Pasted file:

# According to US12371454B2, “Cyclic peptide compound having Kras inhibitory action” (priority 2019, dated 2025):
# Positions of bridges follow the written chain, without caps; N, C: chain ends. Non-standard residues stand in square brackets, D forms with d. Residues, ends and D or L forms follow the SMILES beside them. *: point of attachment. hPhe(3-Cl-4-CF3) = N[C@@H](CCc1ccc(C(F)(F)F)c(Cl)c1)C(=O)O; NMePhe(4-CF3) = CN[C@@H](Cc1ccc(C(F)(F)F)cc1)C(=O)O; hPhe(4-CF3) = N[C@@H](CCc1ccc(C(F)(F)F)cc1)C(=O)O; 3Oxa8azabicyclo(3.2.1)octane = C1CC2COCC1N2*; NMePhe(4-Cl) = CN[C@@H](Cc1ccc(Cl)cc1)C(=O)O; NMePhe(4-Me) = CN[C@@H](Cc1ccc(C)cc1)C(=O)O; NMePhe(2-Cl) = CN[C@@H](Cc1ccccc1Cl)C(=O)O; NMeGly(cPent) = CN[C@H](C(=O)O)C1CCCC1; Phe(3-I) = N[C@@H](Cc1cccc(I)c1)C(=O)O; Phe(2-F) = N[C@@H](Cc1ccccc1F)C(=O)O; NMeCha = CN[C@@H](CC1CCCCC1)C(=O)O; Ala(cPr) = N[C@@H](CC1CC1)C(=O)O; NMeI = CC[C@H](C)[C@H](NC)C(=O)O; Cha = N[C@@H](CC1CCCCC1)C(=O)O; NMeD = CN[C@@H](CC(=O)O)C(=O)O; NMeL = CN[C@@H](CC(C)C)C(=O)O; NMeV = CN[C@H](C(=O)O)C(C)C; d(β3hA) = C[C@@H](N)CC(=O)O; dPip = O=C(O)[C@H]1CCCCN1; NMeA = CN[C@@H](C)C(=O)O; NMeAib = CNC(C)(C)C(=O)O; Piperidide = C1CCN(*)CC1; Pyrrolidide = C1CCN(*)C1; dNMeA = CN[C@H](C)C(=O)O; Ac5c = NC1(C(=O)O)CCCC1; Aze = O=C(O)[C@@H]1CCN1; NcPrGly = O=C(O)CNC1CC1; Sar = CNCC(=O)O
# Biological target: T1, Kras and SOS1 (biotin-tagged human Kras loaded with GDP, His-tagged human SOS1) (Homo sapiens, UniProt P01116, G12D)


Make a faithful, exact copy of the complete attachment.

# According to US12371454B2, “Cyclic peptide compound having Kras inhibitory action” (priority 2019, dated 2025):
# Positions of bridges follow the written chain, without caps; N, C: chain ends. Non-standard residues stand in square brackets, D forms with d. Residues, ends and D or L forms follow the SMILES beside them. *: point of attachment. hPhe(3-Cl-4-CF3) = N[C@@H](CCc1ccc(C(F)(F)F)c(Cl)c1)C(=O)O; NMePhe(4-CF3) = CN[C@@H](Cc1ccc(C(F)(F)F)cc1)C(=O)O; hPhe(4-CF3) = N[C@@H](CCc1ccc(C(F)(F)F)cc1)C(=O)O; 3Oxa8azabicyclo(3.2.1)octane = C1CC2COCC1N2*; NMePhe(4-Cl) = CN[C@@H](Cc1ccc(Cl)cc1)C(=O)O; NMePhe(4-Me) = CN[C@@H](Cc1ccc(C)cc1)C(=O)O; NMePhe(2-Cl) = CN[C@@H](Cc1ccccc1Cl)C(=O)O; NMeGly(cPent) = CN[C@H](C(=O)O)C1CCCC1; Phe(3-I) = N[C@@H](Cc1cccc(I)c1)C(=O)O; Phe(2-F) = N[C@@H](Cc1ccccc1F)C(=O)O; NMeCha = CN[C@@H](CC1CCCCC1)C(=O)O; Ala(cPr) = N[C@@H](CC1CC1)C(=O)O; NMeI = CC[C@H](C)[C@H](NC)C(=O)O; Cha = N[C@@H](CC1CCCCC1)C(=O)O; NMeD = CN[C@@H](CC(=O)O)C(=O)O; NMeL = CN[C@@H](CC(C)C)C(=O)O; NMeV = CN[C@H](C(=O)O)C(C)C; d(β3hA) = C[C@@H](N)CC(=O)O; dPip = O=C(O)[C@H]1CCCCN1; NMeA = CN[C@@H](C)C(=O)O; NMeAib = CNC(C)(C)C(=O)O; Piperidide = C1CCN(*)CC1; Pyrrolidide = C1CCN(*)C1; dNMeA = CN[C@H](C)C(=O)O; Ac5c = NC1(C(=O)O)CCCC1; Aze = O=C(O)[C@@H]1CCN1; NcPrGly = O=C(O)CNC1CC1; Sar = CNCC(=O)O
# Biological target: T1, Kras and SOS1 (biotin-tagged human Kras loaded with GDP, His-tagged human SOS1) (Homo sapiens, UniProt P01116, G12D)